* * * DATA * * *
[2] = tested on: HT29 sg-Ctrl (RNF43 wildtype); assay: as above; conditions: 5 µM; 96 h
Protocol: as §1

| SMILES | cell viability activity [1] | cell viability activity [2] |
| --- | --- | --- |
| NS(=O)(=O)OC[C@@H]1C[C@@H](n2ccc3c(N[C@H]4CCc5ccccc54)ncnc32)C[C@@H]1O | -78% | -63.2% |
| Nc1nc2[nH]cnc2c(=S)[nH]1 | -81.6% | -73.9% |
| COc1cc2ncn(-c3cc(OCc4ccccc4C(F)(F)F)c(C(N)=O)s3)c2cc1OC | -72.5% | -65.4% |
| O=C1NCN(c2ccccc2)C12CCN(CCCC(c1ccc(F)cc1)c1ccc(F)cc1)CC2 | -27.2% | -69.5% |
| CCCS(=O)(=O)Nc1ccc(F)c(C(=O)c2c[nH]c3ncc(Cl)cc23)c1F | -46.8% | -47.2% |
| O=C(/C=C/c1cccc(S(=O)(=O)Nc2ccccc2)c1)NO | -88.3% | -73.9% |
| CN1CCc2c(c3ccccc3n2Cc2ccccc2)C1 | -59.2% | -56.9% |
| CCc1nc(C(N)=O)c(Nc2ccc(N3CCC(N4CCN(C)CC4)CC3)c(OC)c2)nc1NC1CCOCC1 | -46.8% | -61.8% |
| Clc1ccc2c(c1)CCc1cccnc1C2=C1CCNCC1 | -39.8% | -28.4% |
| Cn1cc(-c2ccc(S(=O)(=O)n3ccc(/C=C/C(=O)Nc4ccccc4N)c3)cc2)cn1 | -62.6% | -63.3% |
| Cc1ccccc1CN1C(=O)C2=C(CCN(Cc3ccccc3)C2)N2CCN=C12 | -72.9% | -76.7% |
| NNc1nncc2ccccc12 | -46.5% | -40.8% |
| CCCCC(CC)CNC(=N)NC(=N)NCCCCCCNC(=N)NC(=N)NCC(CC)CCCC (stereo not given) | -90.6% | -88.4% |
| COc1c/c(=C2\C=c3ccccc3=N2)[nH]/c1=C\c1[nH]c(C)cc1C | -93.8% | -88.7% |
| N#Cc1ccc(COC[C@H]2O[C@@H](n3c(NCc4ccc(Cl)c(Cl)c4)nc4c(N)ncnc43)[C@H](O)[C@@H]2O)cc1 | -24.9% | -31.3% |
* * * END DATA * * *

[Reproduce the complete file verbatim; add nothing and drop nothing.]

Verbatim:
[2] = tested on: HT29 sg-Ctrl (RNF43 wildtype); assay: as above; conditions: 5 µM; 96 h
Protocol: as §1

| SMILES | cell viability activity [1] | cell viability activity [2] |
| --- | --- | --- |
| NS(=O)(=O)OC[C@@H]1C[C@@H](n2ccc3c(N[C@H]4CCc5ccccc54)ncnc32)C[C@@H]1O | -78% | -63.2% |
| Nc1nc2[nH]cnc2c(=S)[nH]1 | -81.6% | -73.9% |
| COc1cc2ncn(-c3cc(OCc4ccccc4C(F)(F)F)c(C(N)=O)s3)c2cc1OC | -72.5% | -65.4% |
| O=C1NCN(c2ccccc2)C12CCN(CCCC(c1ccc(F)cc1)c1ccc(F)cc1)CC2 | -27.2% | -69.5% |
| CCCS(=O)(=O)Nc1ccc(F)c(C(=O)c2c[nH]c3ncc(Cl)cc23)c1F | -46.8% | -47.2% |
| O=C(/C=C/c1cccc(S(=O)(=O)Nc2ccccc2)c1)NO | -88.3% | -73.9% |
| CN1CCc2c(c3ccccc3n2Cc2ccccc2)C1 | -59.2% | -56.9% |
| CCc1nc(C(N)=O)c(Nc2ccc(N3CCC(N4CCN(C)CC4)CC3)c(OC)c2)nc1NC1CCOCC1 | -46.8% | -61.8% |
| Clc1ccc2c(c1)CCc1cccnc1C2=C1CCNCC1 | -39.8% | -28.4% |
| Cn1cc(-c2ccc(S(=O)(=O)n3ccc(/C=C/C(=O)Nc4ccccc4N)c3)cc2)cn1 | -62.6% | -63.3% |
| Cc1ccccc1CN1C(=O)C2=C(CCN(Cc3ccccc3)C2)N2CCN=C12 | -72.9% | -76.7% |
| NNc1nncc2ccccc12 | -46.5% | -40.8% |
| CCCCC(CC)CNC(=N)NC(=N)NCCCCCCNC(=N)NC(=N)NCC(CC)CCCC (stereo not given) | -90.6% | -88.4% |
| COc1c/c(=C2\C=c3ccccc3=N2)[nH]/c1=C\c1[nH]c(C)cc1C | -93.8% | -88.7% |
| N#Cc1ccc(COC[C@H]2O[C@@H](n3c(NCc4ccc(Cl)c(Cl)c4)nc4c(N)ncnc43)[C@H](O)[C@@H]2O)cc1 | -24.9% | -31.3% |